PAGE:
Since most gemstones in their rough condition hide their delicate beauty, the process of gemstone cutting is crucial in unveiling nature's wonders to the human eye. The most important techniques are the cutting, grinding and polishing of the stone. This is done to achieve either a faceted or a non-faceted stone, depending on the characteristics and individual features of the precious stone, as well as other factors. During the cutting process, significant portions of the rough gemstone are lost. This is why many gem cutters choose the shape and cut which maximise the finished gemstone’s carat weight. However, other considerations like inclusions, visual characteristics and the cutters own ability can feature into the decision.
Cuts & Shapes of
The difference between a gemstone’s cut and its shape is sometimes confusing as the terms are often used interchangeably, even by people in the trade. However, there is a clear distinction between the two concepts. The shape of a gemstone is its outline when looking at it from above, whereas the cut refers to the way the facets of the stone are arranged. They can be arranged to maximise a gemstone’s brilliance and fire, to showcase the stone’s inner world or to draw attention to the special patterns on its surface. As you will discover, there are some cuts which require a certain shape, however, all gemstone shapes can feature a various array of cuts.
The round brilliant cut with 57 facets, or 58 if the culet is faceted, is considered to be ideal for capturing the light within the gemstone and returning it perfectly into the eyes of the beholder. Famously often used in diamonds, this cut was developed early in the 20th century and has enchanted generations of gemstone enthusiasts and proud owners alike.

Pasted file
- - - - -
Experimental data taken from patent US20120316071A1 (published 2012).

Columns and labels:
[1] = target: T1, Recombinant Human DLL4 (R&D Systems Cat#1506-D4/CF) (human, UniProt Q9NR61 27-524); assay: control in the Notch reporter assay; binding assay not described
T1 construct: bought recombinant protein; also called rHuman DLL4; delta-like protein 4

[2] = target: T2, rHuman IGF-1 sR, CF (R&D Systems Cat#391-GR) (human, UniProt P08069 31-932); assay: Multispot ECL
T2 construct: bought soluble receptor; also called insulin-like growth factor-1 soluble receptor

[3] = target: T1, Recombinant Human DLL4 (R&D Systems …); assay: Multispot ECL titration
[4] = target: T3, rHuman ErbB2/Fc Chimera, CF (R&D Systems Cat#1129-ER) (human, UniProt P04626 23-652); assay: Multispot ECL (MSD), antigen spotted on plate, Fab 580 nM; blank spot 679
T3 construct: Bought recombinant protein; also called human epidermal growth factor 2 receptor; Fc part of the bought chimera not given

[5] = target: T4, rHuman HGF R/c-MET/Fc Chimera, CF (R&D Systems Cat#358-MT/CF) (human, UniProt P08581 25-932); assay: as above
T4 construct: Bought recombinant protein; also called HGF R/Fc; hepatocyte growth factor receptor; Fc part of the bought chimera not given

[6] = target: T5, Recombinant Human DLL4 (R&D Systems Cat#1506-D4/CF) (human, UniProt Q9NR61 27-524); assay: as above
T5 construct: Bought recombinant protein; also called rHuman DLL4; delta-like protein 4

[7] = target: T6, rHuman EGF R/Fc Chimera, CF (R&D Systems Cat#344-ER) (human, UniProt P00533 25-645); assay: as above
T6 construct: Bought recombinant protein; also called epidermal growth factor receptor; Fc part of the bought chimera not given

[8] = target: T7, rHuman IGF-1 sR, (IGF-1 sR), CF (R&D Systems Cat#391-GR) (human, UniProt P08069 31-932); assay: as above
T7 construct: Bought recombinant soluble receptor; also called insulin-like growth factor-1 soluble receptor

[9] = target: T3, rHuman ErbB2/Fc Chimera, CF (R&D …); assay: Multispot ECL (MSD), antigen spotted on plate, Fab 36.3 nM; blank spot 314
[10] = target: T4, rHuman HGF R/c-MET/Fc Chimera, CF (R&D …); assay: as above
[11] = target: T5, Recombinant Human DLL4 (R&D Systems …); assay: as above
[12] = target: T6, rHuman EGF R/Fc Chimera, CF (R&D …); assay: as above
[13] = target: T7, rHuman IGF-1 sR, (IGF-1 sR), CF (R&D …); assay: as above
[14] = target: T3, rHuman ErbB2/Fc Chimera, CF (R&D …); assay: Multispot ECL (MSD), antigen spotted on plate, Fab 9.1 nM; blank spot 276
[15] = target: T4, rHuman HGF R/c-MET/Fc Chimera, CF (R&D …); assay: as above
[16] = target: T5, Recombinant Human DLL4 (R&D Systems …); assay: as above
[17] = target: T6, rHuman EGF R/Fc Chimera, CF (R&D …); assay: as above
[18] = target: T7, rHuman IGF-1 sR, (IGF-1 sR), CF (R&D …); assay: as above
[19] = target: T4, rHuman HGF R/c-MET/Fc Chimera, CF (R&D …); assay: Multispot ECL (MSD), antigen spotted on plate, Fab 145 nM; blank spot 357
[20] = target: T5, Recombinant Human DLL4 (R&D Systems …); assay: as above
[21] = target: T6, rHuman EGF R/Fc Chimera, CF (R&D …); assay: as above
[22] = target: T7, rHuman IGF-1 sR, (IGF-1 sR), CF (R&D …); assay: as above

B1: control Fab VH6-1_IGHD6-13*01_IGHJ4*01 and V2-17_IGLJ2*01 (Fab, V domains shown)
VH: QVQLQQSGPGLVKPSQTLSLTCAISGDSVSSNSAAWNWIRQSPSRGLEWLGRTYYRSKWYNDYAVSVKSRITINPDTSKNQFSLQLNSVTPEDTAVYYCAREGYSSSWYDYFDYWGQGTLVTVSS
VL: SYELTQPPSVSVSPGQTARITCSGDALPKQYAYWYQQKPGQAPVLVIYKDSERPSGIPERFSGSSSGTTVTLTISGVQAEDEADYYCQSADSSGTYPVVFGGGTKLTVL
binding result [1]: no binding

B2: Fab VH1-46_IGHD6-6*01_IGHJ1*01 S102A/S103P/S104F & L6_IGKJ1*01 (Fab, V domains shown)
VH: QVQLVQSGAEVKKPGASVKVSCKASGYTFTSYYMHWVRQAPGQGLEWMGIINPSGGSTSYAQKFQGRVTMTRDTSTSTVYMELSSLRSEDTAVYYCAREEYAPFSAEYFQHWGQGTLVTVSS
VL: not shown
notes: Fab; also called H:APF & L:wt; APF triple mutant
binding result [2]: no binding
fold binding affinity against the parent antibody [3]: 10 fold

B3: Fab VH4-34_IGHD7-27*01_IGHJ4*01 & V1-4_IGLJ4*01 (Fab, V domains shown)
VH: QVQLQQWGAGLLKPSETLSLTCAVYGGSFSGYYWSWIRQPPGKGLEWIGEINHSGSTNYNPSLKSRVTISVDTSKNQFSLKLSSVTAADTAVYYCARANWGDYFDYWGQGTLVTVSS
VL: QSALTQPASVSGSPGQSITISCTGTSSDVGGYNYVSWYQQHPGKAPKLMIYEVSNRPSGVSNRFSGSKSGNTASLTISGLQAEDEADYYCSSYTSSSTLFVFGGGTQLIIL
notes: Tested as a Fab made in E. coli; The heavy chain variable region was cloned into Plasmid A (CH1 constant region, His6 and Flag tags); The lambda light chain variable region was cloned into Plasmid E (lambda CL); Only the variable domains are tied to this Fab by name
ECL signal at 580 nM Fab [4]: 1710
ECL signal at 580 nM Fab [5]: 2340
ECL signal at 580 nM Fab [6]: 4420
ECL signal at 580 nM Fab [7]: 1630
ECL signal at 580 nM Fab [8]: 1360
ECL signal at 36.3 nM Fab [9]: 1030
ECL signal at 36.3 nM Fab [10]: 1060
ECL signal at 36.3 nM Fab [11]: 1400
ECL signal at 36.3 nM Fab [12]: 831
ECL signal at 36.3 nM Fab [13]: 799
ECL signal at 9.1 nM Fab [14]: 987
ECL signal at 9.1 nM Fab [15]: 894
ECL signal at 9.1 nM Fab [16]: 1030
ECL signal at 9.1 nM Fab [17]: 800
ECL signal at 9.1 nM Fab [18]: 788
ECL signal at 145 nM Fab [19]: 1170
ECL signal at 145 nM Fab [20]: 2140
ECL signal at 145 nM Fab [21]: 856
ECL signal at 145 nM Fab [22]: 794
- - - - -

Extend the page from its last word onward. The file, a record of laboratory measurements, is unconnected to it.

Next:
Also known as the tapered step-cut, this cut was named after the emerald because it fits the gems natural crystal shape best and often results in a higher weight retention and a better perception of the stones inner beauty. Nevertheless, other gemstones, especially within the beryl family, profit from this cut. The shape of the emerald cut is rectangular and incorporates tapered corners. This timeless cut is often prominently featured in centre stones of classic jewellery designs.
A relatively recent development, the princess cut was created to answer a specific challenge of jewellery making. While the more classic cuts for rectangular gemstones, like the emerald cut, strongly emphasise the colour and inner world of a stone, the princess cut, like the brilliant cut in round gemstones, was created to perfectly capture and reflect the light to achieve supreme brilliance. The princess cut is characterized by its profile, which has similarities to an inverted pyramid.
This cut was invented in the early 20th century by the Asscher Brothers in the Netherlands. Sharing some similarities with the classic emerald cut, it was developed to increase the gemstone’s brilliance. The shape of the gemstone is square or rectangular with cropped corners. An Asscher cut is best identified by squares in a concentric array that seem to draw the observer's eye deep into the precious stone’s centre.